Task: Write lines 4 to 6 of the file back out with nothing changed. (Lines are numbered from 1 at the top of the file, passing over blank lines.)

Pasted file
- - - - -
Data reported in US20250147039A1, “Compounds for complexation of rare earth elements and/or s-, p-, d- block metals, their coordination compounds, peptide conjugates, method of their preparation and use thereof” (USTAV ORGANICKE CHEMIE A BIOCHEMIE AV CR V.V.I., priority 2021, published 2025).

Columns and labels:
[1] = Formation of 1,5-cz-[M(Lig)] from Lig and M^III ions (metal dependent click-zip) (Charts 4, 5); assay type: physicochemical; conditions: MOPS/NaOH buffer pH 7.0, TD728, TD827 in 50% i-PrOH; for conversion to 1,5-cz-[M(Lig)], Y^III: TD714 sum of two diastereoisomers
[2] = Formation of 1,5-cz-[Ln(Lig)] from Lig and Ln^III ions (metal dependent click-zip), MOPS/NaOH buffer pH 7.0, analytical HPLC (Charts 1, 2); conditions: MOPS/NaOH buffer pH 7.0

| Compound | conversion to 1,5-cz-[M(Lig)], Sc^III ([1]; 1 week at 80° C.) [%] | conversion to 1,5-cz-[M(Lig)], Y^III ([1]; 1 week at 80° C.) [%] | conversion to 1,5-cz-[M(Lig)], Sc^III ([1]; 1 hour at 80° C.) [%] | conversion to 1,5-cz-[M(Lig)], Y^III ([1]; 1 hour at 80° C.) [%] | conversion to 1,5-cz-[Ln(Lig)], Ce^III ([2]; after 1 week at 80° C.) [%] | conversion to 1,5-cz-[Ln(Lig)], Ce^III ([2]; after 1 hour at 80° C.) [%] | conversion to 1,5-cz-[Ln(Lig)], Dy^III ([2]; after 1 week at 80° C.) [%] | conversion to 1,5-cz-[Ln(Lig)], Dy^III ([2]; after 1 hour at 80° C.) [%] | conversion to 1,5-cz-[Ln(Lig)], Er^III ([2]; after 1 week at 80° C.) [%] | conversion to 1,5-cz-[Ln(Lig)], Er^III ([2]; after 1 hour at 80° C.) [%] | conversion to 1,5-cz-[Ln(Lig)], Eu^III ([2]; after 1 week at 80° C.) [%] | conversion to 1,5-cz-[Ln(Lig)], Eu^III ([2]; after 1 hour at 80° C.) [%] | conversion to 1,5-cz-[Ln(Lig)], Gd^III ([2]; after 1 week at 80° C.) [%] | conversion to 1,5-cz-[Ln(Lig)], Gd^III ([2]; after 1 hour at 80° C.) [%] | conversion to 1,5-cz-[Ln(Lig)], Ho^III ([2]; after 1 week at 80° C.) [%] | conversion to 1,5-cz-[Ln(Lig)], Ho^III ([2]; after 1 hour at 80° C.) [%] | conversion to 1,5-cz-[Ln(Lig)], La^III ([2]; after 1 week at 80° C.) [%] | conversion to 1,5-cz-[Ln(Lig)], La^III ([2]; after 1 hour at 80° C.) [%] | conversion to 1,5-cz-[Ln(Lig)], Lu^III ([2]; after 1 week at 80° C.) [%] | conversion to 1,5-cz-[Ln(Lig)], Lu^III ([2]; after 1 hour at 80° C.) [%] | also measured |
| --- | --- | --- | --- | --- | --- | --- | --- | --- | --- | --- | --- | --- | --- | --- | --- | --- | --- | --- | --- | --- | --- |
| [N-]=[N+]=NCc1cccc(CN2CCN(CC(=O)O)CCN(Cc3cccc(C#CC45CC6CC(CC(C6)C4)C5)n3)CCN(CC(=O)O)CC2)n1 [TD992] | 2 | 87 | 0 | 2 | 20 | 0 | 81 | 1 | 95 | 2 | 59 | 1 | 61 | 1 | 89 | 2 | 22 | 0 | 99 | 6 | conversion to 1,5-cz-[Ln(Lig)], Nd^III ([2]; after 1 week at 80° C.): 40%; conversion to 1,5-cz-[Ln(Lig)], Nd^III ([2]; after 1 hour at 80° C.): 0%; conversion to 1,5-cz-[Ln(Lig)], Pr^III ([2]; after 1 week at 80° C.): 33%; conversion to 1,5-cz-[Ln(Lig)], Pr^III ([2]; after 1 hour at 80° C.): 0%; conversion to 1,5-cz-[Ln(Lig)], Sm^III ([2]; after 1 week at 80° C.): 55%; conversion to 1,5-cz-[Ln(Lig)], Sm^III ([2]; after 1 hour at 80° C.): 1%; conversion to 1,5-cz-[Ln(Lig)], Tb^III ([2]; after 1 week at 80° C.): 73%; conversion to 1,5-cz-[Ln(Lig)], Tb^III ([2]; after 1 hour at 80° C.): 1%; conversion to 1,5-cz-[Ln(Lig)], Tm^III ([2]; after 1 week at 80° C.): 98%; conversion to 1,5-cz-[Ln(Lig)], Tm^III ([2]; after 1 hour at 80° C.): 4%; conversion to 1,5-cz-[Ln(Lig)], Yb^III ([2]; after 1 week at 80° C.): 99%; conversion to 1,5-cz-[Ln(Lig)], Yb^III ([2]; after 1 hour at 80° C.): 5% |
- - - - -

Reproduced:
[2] = Formation of 1,5-cz-[Ln(Lig)] from Lig and Ln^III ions (metal dependent click-zip), MOPS/NaOH buffer pH 7.0, analytical HPLC (Charts 1, 2); conditions: MOPS/NaOH buffer pH 7.0

| Compound | conversion to 1,5-cz-[M(Lig)], Sc^III ([1]; 1 week at 80° C.) [%] | conversion to 1,5-cz-[M(Lig)], Y^III ([1]; 1 week at 80° C.) [%] | conversion to 1,5-cz-[M(Lig)], Sc^III ([1]; 1 hour at 80° C.) [%] | conversion to 1,5-cz-[M(Lig)], Y^III ([1]; 1 hour at 80° C.) [%] | conversion to 1,5-cz-[Ln(Lig)], Ce^III ([2]; after 1 week at 80° C.) [%] | conversion to 1,5-cz-[Ln(Lig)], Ce^III ([2]; after 1 hour at 80° C.) [%] | conversion to 1,5-cz-[Ln(Lig)], Dy^III ([2]; after 1 week at 80° C.) [%] | conversion to 1,5-cz-[Ln(Lig)], Dy^III ([2]; after 1 hour at 80° C.) [%] | conversion to 1,5-cz-[Ln(Lig)], Er^III ([2]; after 1 week at 80° C.) [%] | conversion to 1,5-cz-[Ln(Lig)], Er^III ([2]; after 1 hour at 80° C.) [%] | conversion to 1,5-cz-[Ln(Lig)], Eu^III ([2]; after 1 week at 80° C.) [%] | conversion to 1,5-cz-[Ln(Lig)], Eu^III ([2]; after 1 hour at 80° C.) [%] | conversion to 1,5-cz-[Ln(Lig)], Gd^III ([2]; after 1 week at 80° C.) [%] | conversion to 1,5-cz-[Ln(Lig)], Gd^III ([2]; after 1 hour at 80° C.) [%] | conversion to 1,5-cz-[Ln(Lig)], Ho^III ([2]; after 1 week at 80° C.) [%] | conversion to 1,5-cz-[Ln(Lig)], Ho^III ([2]; after 1 hour at 80° C.) [%] | conversion to 1,5-cz-[Ln(Lig)], La^III ([2]; after 1 week at 80° C.) [%] | conversion to 1,5-cz-[Ln(Lig)], La^III ([2]; after 1 hour at 80° C.) [%] | conversion to 1,5-cz-[Ln(Lig)], Lu^III ([2]; after 1 week at 80° C.) [%] | conversion to 1,5-cz-[Ln(Lig)], Lu^III ([2]; after 1 hour at 80° C.) [%] | also measured |
| --- | --- | --- | --- | --- | --- | --- | --- | --- | --- | --- | --- | --- | --- | --- | --- | --- | --- | --- | --- | --- | --- |